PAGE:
It was the crack of a rifle bullet brought them to a stop a second time — a warning shot that fizzed over their heads. Azeteng picked himself up from the bed of the truck and looked out and a chill ran through him. For the first time in his life, he saw a severed human head. Two severed human heads, mounted on wooden stakes — young men like him, he thought, probably migrants who made some small mistake. Horseflies buzzed around the heads, and blood had run down the wooden stakes and dried.
The migrants were ordered to get down from the trucks and line up, and the grim events of the first checkpoint began to repeat themselves — the cash bowl, the beatings, the Nigerian women. Azeteng watched as the women walked again into the desert with half a dozen men. While the migrants waited, the driver of the truck, who looked to be in his late 30s and wore traditional Muslim dress, and had shared the front cabin with the women, removed a handful of sticks from a stash under the truck and slowly made a fire. He filled a metal pot with water and poured in tea leaves and brought it to the boil. Darkness began to settle. The driver stirred the mixture for a while, and when he saw that the women were being brought back he poured the tea, and the three sat silently together by the small fire. The women’s faces looked so blank, Azeteng thought. Then the smugglers came shouting and rounded the migrants up.
They drove through the night, and the following morning brought more rebel checkpoints. At the fourth and final, Azeteng was hit in the leg with a metal pole so hard that he crumpled to the ground. The migrants spent that night on the sand, and the Nigerian women were taken away to an area where the smugglers slept, shielded by a canopy from view.
When Azeteng awoke, a Senegalese migrant who was sleeping next to him — a tall, slim man in his 20s, who Azeteng liked because he laughed and played music and told loud stories about life in Senegal — said his arm itched. There was a small mark that had begun to swell. The migrants found a scorpion nearby and crushed it.
In the truck, the Senegalese migrant scratched the sting and began to complain of chest pains and a headache. Every few minutes he asked for water and the migrants gave freely from their bottles. At the next stop, the border town of El-Khalil, the Senegalese migrant died later on the floor in a small room, surrounded by other migrants. The smugglers wrapped him in a white sheet and buried him in an unmarked grave in the sand.
Azeteng wrote in his diary. “In the desert there are no friends and no family, and only God stands as your friend. There is no water, no food and no trees. The desert looks like the sea, and the sun is unbearable.”
El-Khalil sits on the border of Mali and Algeria, a frontier trading post that began life in the early 1990s as an arms depot and evolved into an emporium for all manner of illegal trade — cigarettes, petrol, drugs, humans. Its mud-brick buildings are still bullet-scarred by a 2013 battle for control between Tuareg rebels and local Arab militia. Burned out trucks rest in the sand around its perimeter.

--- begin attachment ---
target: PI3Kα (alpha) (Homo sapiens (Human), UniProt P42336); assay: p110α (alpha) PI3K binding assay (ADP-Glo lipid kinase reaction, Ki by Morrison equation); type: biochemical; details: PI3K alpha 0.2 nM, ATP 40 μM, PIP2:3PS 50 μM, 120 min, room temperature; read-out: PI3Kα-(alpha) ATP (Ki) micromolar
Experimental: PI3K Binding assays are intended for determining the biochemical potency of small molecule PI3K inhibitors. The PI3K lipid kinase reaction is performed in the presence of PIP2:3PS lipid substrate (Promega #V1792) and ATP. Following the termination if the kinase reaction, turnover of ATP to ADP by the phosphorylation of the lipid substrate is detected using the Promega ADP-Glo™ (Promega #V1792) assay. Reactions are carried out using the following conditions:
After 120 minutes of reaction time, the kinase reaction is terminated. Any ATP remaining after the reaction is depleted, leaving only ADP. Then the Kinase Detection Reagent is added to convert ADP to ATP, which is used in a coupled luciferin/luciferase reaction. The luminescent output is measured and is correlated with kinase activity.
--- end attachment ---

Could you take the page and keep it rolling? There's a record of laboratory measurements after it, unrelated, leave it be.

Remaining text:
Azeteng and the rest of the migrants were told to hand over any ID documents then packed into small rooms and told to stay inside. They survived on biscuits and water, which was always hot from sitting in the sun in plastic drums. The fee to cross to Algeria was $100.
Azeteng offered to do chores for the smugglers in order to be near them. He ferried water and hung washing, and filmed them as they phoned migrants families to demand money transfers. A humming generator powered chargers that kept the collection of phones alive, and the smugglers laughed and listened to music as they demanded $100 through Orange Money transfer or Western Union. Azeteng wrote down the names, dates and bank account numbers, and added them to his growing collection.
He was taking an incomprehensible risk. A week after he arrived, four migrants who couldn’t raise enough money escaped in the night, setting off to walk the 16km (10 miles) to the first town over the border. The smugglers chased them down and brought them back — two alive, two dead. The migrants were rustled out of their rooms to watch a smuggler pull the bodies off the back of a pick-up truck.
“This is what happens to whoever tries to run,” the smuggler said.
As well as spying on the smugglers, Azeteng turned his curiosity on migrants and locals. His diary became a catalogue of dreams, regrets, horror and humour on the road.
“The road is not good,” said Daniel, a Guinean migrant who had been travelling with Azeteng since Gao. “The rebels ask you for money and if you do not have it they will tie you like a dangerous dog and put you in the sun.
My god, my god, my god, this is very dangerous,” he said. “If you cannot pay the money you will never leave the desert.”
A woman who sold food to the smugglers from a small storefront told Azeteng a long and funny story about a love affair with a Liberian army officer who smuggled cocaine through El Khalil, and she railed about men in general. “Their brains only work at night,” she sighed.